How To Grow Thyme And Their Benefits

Thyme is easy to grow and is used in many cuisines, one of the most commonly used culinary herbs. In the kitchen, thyme is used in cooking to add flavour to many dishes including soups, rice, and tomato dishes. In this article, we will share how to grow thyme, the nutrients, and health benefits that can be gained from adding this herb to your diet.

There are over 300 varieties of thyme, offering a range of fragrances, flavour, and colours. Lemon thyme and common thyme are most used in the kitchen, but you can always experiment with different varieties. If your planning to grow thyme, here are some recommended varieties you should consider: ‘Common’, ‘Lemon’, ‘Archers Gold’, and ‘summer’.

How To Grow Thyme

Sow Outdoors and indoors from mid-late spring. Grow thyme in containers/pots in full sun. Sow around 1cm deep, in individual containers/pots, and 16 inches apart if growing in the ground. Thyme prefers well-drained soil rich in organic matter such as compost or manure. Plants will not grow well in cold soil, or if it gets too much water. water often, keep soil evenly moist, and don’t let the soil dry out for any period of time.

When roots start coming out of the drainage holes at the bottom, transplant thyme into a bigger .container/pot. Alternatively, dig a hole big enough in your garden for the roots, place your plant in and fill the rest with manure or compost. Fertiliser is optional, but if you want the best results, feed with a multi-purpose fertiliser.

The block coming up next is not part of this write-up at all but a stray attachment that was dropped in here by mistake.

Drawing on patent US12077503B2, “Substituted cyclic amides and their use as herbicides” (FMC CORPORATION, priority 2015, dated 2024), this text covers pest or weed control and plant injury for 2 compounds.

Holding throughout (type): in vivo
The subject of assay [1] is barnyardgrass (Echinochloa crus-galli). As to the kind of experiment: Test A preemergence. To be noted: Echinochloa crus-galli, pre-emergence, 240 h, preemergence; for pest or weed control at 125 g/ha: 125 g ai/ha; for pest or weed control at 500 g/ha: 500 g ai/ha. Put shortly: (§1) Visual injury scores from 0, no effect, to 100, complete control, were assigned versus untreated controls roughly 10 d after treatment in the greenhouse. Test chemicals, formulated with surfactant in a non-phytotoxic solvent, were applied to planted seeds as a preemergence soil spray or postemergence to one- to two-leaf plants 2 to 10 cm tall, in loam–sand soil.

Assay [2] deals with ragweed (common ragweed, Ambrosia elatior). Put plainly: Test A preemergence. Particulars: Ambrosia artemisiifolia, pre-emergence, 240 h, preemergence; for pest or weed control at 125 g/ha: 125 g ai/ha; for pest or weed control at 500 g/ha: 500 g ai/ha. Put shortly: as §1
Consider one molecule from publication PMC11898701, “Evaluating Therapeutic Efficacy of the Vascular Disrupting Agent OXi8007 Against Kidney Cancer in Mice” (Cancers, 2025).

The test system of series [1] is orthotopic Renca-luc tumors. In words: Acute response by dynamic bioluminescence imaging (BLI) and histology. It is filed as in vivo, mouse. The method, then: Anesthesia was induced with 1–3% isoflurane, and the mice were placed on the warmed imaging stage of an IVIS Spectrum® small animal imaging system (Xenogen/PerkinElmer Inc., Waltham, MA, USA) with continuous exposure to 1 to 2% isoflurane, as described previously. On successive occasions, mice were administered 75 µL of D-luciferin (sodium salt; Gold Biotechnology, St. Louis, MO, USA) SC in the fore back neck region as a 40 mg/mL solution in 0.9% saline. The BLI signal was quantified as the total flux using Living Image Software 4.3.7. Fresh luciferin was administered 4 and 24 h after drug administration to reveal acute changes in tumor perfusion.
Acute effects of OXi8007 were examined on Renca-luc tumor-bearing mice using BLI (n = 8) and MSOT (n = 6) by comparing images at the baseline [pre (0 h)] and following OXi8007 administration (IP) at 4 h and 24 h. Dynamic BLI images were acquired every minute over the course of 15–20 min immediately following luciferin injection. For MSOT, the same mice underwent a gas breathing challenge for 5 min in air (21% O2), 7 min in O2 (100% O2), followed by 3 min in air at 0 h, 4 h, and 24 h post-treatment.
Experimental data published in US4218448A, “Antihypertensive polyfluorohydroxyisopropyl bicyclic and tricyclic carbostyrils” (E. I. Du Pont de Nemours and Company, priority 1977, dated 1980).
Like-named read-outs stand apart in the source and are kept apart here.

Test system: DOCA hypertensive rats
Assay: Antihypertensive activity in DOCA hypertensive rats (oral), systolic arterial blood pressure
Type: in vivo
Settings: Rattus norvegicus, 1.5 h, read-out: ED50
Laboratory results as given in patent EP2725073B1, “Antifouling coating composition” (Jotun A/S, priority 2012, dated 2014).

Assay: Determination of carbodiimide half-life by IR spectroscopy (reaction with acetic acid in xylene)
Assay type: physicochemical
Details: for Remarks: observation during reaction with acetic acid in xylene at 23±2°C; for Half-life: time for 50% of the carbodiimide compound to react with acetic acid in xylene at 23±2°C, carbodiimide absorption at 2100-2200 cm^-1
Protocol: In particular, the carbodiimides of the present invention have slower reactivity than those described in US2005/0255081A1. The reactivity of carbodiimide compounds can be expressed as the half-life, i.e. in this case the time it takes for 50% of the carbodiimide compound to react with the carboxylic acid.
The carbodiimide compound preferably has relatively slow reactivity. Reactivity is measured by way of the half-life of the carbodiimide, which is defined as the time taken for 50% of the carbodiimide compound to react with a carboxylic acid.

Nutrients And Health Benefits

Thyme is rich in beneficial nutrients including vitamins A, C, B-6, D, and B-12, calcium, potassium, iron, and magnesium. In addition, thyme can lower blood pressure, help to stop coughing, boosts your immunity, and is used as a disinfectant. It can also boost your mood and goes well with many delicious foods.

Thyme is used in 8+ cuisines for a reason, its delicious subtle flavour and aroma goes well with many dishes. Here are some meals to add thyme to: pasta, rice, meat, or poultry, fish, pesto, potatoes, baked goods, homemade pizzas, sandwiches, rolls, wraps, etc.